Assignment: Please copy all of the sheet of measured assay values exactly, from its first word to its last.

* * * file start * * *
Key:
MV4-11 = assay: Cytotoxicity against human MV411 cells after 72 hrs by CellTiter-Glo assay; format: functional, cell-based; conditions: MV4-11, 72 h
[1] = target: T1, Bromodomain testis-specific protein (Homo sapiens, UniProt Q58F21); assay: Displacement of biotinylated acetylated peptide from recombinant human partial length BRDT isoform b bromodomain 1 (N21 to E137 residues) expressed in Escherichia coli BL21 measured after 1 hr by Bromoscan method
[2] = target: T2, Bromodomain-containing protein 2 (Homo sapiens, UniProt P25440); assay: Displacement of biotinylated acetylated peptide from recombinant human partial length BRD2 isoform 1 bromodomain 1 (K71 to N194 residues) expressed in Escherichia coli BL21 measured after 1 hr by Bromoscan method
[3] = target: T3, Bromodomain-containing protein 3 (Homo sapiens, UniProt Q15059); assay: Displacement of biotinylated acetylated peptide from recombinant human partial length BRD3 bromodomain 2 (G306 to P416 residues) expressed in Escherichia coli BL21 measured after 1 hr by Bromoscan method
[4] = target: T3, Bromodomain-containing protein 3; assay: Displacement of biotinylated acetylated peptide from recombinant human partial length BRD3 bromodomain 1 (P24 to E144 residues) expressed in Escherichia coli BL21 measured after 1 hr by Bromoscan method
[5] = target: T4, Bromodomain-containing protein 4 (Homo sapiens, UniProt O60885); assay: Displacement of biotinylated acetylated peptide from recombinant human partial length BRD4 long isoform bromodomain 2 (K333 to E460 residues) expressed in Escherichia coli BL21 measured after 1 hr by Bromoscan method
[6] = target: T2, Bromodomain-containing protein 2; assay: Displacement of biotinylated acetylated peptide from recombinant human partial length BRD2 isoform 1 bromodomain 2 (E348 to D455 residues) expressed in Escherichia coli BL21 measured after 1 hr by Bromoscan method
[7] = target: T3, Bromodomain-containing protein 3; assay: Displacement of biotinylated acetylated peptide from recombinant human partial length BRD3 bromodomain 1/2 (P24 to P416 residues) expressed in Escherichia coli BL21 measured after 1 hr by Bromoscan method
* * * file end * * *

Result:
Key:
MV4-11 = assay: Cytotoxicity against human MV411 cells after 72 hrs by CellTiter-Glo assay; format: functional, cell-based; conditions: MV4-11, 72 h
[1] = target: T1, Bromodomain testis-specific protein (Homo sapiens, UniProt Q58F21); assay: Displacement of biotinylated acetylated peptide from recombinant human partial length BRDT isoform b bromodomain 1 (N21 to E137 residues) expressed in Escherichia coli BL21 measured after 1 hr by Bromoscan method
[2] = target: T2, Bromodomain-containing protein 2 (Homo sapiens, UniProt P25440); assay: Displacement of biotinylated acetylated peptide from recombinant human partial length BRD2 isoform 1 bromodomain 1 (K71 to N194 residues) expressed in Escherichia coli BL21 measured after 1 hr by Bromoscan method
[3] = target: T3, Bromodomain-containing protein 3 (Homo sapiens, UniProt Q15059); assay: Displacement of biotinylated acetylated peptide from recombinant human partial length BRD3 bromodomain 2 (G306 to P416 residues) expressed in Escherichia coli BL21 measured after 1 hr by Bromoscan method
[4] = target: T3, Bromodomain-containing protein 3; assay: Displacement of biotinylated acetylated peptide from recombinant human partial length BRD3 bromodomain 1 (P24 to E144 residues) expressed in Escherichia coli BL21 measured after 1 hr by Bromoscan method
[5] = target: T4, Bromodomain-containing protein 4 (Homo sapiens, UniProt O60885); assay: Displacement of biotinylated acetylated peptide from recombinant human partial length BRD4 long isoform bromodomain 2 (K333 to E460 residues) expressed in Escherichia coli BL21 measured after 1 hr by Bromoscan method
[6] = target: T2, Bromodomain-containing protein 2; assay: Displacement of biotinylated acetylated peptide from recombinant human partial length BRD2 isoform 1 bromodomain 2 (E348 to D455 residues) expressed in Escherichia coli BL21 measured after 1 hr by Bromoscan method
[7] = target: T3, Bromodomain-containing protein 3; assay: Displacement of biotinylated acetylated peptide from recombinant human partial length BRD3 bromodomain 1/2 (P24 to P416 residues) expressed in Escherichia coli BL21 measured after 1 hr by Bromoscan method